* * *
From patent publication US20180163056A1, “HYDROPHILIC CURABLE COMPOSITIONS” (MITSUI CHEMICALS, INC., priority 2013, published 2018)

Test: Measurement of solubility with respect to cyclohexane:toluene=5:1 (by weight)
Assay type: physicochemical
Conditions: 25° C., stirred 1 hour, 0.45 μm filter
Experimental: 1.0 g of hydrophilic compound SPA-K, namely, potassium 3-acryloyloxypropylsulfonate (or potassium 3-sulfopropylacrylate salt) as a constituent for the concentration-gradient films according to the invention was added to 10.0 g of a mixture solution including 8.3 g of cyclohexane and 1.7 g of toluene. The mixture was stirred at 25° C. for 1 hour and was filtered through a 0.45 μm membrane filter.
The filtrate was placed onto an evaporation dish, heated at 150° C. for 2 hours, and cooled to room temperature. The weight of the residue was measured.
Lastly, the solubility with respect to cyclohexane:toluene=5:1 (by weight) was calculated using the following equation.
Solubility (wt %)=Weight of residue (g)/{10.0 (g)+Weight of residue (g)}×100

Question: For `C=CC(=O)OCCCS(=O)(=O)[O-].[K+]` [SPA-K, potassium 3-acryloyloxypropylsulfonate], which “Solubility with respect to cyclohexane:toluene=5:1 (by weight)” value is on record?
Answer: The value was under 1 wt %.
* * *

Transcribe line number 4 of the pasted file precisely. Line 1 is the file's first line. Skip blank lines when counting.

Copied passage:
Conditions: 25° C., stirred 1 hour, 0.45 μm filter